• Modern-Day Maine Central (What-if Scenario)

  • Discussion relating to the pre-1983 B&M and MEC railroads. For current operations, please see the Pan Am Railways Forum.
Discussion relating to the pre-1983 B&M and MEC railroads. For current operations, please see the Pan Am Railways Forum.

Moderator: MEC407

  by MaineCentral252
So while thinking of ideas for my HO scale MEC, an idea popped into my head. Since I have a good bit of present-day rolling stock, I got the idea of modeling the MEC as it would be today had U.S. Filter/Ashland Oil had sold it to investors who would keep it as an independent railroad instead of to Guilford. Assuming that virtually nothing else happened differently railroad-wise (Guilford still gaining control of B&M/D&H, Pan Am Southern, the Ironroads/MMA saga, etc.), what would a still-independent Maine Central be like?

My thought is to keep things on the optimistic side of realistic (no double-stack trains running from Eastport, as cool as that would be :wink: ). I would probably have the Rockland Branch as still part of the system, as well as the Calais branch for serving the Woodland mill. The Mountain Division would also be valuable as a way to bypass an unreliable Guilford operation to the south, or as an alternative to the Moosehead, especially post-Lac Megantic disaster. The MEC might have even taken over the B&M north country branches to Berlin and Groveton (for the sake of the model I'd assume that the mills were still operating to some degree, possibly woodchip/biomass power generation). Traffic would still be primarily pulp and paper as it is today, though one has to think that they would have been more proactive towards maintaining and developing a more diversified traffic base.

What does everyone think? Ideas regarding a system map or locomotive roster? It would be pretty cool to see modern power in harvest gold :-D
  by MEC407
I've given this scenario a great deal of thought over the years. My picture isn't vastly different than yours, although I envisioned them being absorbed by a larger company like G&W. G&W orange is only a couple of shades darker than Harvest Gold, so all is not lost. :wink: And G&W keeps the names of their individual railroads, preventing the name and identity from being a fallen flag.

In my scenario, G&W's acquisition of MEC also included BAR and the CP lines. Hey, it's a fantasy after all, so I opted to skip all the Iron Road and RailWorld sadness.
  by MaineCentral252
Realistically, you may be right about MEC being part of G&W (And if/when Pan Am is sold off, that could very well even be reality, not to speculate too much :wink: ). Though on the other hand, any buyer deliberately purchasing the railroad out from under Guilford could be rather reluctant to sell it to G&W or a similar outfit. Then again, we're talking about 35 years of fictional history, a lot can happen in that time. Realistically, MEC could have gotten its paws on at least some of the BAR post-Ironroad or post-MMA. Not sure about the Moosehead though. My thought is that it would compete with the Mountain Division, so they could have at least one, but probably not both. One has to wonder though, if the Mountain Division was active, would the Moosehead even still exist, given the turmoil throughout its existence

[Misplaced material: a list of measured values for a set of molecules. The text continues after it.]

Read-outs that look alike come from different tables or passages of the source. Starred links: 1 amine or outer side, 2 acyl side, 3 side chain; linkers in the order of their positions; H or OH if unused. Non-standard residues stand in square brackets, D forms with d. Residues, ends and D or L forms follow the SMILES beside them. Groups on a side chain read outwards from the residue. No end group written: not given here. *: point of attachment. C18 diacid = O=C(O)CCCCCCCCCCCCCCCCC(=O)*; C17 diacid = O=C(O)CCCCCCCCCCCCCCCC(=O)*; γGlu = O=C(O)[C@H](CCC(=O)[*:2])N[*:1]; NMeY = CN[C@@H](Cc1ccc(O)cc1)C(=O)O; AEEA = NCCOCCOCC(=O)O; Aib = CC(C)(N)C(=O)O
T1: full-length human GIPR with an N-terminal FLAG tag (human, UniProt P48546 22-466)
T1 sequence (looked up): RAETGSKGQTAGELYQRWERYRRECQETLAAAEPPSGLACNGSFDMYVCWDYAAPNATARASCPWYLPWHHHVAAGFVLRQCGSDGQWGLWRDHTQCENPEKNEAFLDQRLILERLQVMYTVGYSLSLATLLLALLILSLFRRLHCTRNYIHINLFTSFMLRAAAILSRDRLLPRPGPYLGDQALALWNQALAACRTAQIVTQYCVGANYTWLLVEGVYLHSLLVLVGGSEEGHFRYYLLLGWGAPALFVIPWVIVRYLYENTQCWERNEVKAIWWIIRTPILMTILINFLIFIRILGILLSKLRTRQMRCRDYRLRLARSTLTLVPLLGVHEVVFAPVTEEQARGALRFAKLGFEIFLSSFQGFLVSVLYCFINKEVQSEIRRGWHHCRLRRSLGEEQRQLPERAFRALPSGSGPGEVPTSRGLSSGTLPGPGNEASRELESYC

by Engineer Spike
I feel that MEC would be about where it is now, even if Guilford never happened. The mill closings are a fact, which would have happened, no matter who owned the company. Maybe better relations with customers might have kept the volumes higher, vs. what is shipped by road. Faster track speeds might have helped to capture more time sensitive traffic.

I don't know about the Mountain Div. There were definite detriments to it. The hills required extra power. It also had many weight restrictions. With the 263K, and now 268K car weights, bridge strengthening would have been required. Who would they connect to in St. J anyway? Maybe CPR wouldn't have pulled out if the volume had been there.

In short, my opinion is that MEC & B&M were mutually dependent on each other. This is what Buck Dumaine had been advocating for years. Do you think that MEC could have purchased B&M out of bankruptcy? When the plan to part out B&M was tossed out, the Portland Div., Lowell Branch, Stony Brook, and WN&P were what MEC expressed interest in, Would they later have wanted the whole thing, for a D&H connection? By this time the Fitchburg was in good shape, and the linehaul would have made it attractive.

Maybe the CP lines would have been attractive, if MEC had held out.
  by Engineer Spike
One point which I didn't bring up was on the B&M side, if MEC took the Portland Div. maybe CV would have taken the Conn River. With the Conrail split, the railroad which didn't get the B&A took the B&M. It turned out to be NS, but it could have been D&H/CPR looking to serve the New England market.

I am a modeler too, and grew up with the B&M. At first it was my goal to model, but was too impractical for me. It would have made me kitbash too much. The 300 class are later phase II, while Athearn had an early version. The bluebirds were a strange phase II/III combo. Besides, there were types of units, although fitting, B&M never had them.

I came up with the story that Guilford decided to exit the business. Most excess real estate was gone, and Mr. Mellon decided to reach for greener pastures. My plans are to do Hoosac Tunnel-Willows. This way there would be both rural scenes of the Mohawk Trail, big yard (E. Deerfield), and industry in Gardner-Ayer.